The raw material cost in terms of wheat straw and wheat kernel represents the largest part of the cost for the production (40-55 %). The contribution from the by-products (electricity, methane) to the process economy is larger and more important in the 2nd generation cases than in the integrated cases and the stand alone 1st generation case, making 2nd generation plant more sensitive towards by-product sales.
The enzyme cost ends up at about 7 % of the production cost in the 2nd generation cases and 5 % in the integrated cases and 2 % for the stand alone 1st generation plant.
The integrated systems have a lower Minimum Ethanol Selling Price (MESP) than the pure 2nd generation systems.
It is interesting to notice that the system with the best energy efficiency (SSF (Simultaneous Saccharification and Fermentation) 1G+2G) is not the systm with the lowest MESP.
A pure 2nd generation plant working with wheat straw as feedstock is not economically favourable, when only the 6-carbon sugars are fermented. The 5-carbon sugars were however fermented to biogas in the anaerobic digester as part of the waste water handling. The current prices of ethanol (110 Euros/MWh) and methane (33 Euros/MWh) favours the production of ethanol.
In the modeled plants a large electricity production influences the total energy efficiency negatively as electricity production in a condensing turbine has lower energy efficiency than the fermentation processes and heat production.
The co-products have a large impact on the process economics.
Comparison of bioethanol and bio-hydrogen process: the production cost of hydrogen is about 20 times more expensive due to low productivity and energy efficiency of the bio-hydrogen process compared to the bioethanol process.
Project outcome : new research areas are needed in order to reach market implementation of 2nd generation ethanol production. One of these areas is the biogas production from 2nd generation waste waters (new Enerbio project with the Lund University). When data are available, and the model validated, it will be implemented into the Aspen Plus models. New evaluation techniques and energy analysis of the bioethanol production will be developed in order to guide the energy integration work towards an optimum utilization of the raw material. The current models are also going to be expanded into producing both heat and solid fuel as a co-product.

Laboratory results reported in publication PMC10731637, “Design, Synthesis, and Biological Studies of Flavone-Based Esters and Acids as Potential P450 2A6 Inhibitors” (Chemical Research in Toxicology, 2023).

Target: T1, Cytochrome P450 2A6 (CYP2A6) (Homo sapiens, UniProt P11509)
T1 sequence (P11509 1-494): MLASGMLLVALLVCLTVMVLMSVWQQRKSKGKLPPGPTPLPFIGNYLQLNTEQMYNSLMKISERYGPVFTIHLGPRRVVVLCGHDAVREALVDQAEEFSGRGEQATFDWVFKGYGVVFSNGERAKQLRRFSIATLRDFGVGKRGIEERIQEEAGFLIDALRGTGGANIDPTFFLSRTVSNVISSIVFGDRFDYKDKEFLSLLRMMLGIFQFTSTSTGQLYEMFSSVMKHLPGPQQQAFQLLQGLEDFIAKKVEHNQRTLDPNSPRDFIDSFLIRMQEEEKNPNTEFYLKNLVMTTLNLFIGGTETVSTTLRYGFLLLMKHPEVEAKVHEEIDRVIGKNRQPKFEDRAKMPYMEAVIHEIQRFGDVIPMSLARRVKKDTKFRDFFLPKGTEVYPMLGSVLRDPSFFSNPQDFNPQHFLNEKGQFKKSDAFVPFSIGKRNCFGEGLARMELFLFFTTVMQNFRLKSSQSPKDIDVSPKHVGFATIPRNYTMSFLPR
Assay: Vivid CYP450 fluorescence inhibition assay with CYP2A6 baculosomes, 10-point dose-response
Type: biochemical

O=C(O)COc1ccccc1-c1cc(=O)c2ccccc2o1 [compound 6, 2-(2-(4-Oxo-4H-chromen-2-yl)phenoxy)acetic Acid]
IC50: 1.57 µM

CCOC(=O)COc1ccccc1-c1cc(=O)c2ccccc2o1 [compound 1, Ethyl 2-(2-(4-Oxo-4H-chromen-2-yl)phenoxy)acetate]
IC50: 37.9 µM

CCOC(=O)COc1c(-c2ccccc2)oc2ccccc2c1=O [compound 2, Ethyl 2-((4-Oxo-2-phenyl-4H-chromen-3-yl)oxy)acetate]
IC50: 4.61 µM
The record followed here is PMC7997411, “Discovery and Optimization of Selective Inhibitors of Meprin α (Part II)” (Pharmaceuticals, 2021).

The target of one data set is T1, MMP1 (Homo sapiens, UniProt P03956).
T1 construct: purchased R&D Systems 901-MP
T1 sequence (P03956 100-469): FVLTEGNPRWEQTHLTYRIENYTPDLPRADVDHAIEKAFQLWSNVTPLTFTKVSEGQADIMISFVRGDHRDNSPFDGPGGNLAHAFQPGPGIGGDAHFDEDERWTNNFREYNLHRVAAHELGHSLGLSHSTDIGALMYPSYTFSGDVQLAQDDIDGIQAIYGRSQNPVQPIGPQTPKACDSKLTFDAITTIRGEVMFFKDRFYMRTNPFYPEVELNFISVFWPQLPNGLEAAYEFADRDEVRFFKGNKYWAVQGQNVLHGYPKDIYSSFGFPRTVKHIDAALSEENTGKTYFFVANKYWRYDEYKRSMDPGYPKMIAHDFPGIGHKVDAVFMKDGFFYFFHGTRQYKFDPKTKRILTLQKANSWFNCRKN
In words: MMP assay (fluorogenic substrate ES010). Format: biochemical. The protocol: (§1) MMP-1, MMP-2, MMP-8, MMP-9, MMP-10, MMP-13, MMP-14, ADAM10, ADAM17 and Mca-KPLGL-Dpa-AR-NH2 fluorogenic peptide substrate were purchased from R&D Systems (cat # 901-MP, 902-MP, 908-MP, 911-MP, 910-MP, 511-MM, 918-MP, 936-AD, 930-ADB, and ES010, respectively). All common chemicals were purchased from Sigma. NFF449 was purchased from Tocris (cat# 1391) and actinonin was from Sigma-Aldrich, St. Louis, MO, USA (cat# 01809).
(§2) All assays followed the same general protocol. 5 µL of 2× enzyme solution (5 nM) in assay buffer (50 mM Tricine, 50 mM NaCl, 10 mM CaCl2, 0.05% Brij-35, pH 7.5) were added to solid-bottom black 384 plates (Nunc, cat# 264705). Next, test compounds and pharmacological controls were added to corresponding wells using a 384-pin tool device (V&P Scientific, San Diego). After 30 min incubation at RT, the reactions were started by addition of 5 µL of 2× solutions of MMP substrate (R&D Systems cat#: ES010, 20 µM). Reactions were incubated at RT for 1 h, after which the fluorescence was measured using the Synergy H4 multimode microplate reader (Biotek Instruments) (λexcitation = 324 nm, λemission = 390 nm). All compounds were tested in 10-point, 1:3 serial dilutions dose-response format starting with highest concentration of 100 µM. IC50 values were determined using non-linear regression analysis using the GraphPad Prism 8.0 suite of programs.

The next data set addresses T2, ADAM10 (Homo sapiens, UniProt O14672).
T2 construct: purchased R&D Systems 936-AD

Deliverables

Final report
Technical presentations :

  • Feasibility study of ethanol production from the combination of 1st and 2nd generation raw material. ISAF conference, Verona, October 2011
  • Improved process economics by combination of 1st and 2nd generation processing in the production of ethanol from the whole wheat plant. ISAF conference, Verona, October 2011
  • Ljunggren M, Wallberg O, Zacchi G, Techno-economic comparison of a biological hydrogen process and a 2nd generation ethanol process using barley straw as feedstock. Bioresource Technology, 102, 9524-9531, 2011
  • Feasibility study of ethanol production from the combination of 1st and 2nd generation raw material, manuscript submitted to Applied Energy (Elsevier)

Contacts

Professor Guido Zacchi
Post-Doc researcher Ola Wallberg
Lund University,
Department of Chemical Engineering, P.O Box 124, SE-221 00 Lund, Sweden

Tel : +46 46 222 8297
guido.zacchi@chemeng.lth.se

Tel : +46 46 222 4641
olaw@chemeng.lth.se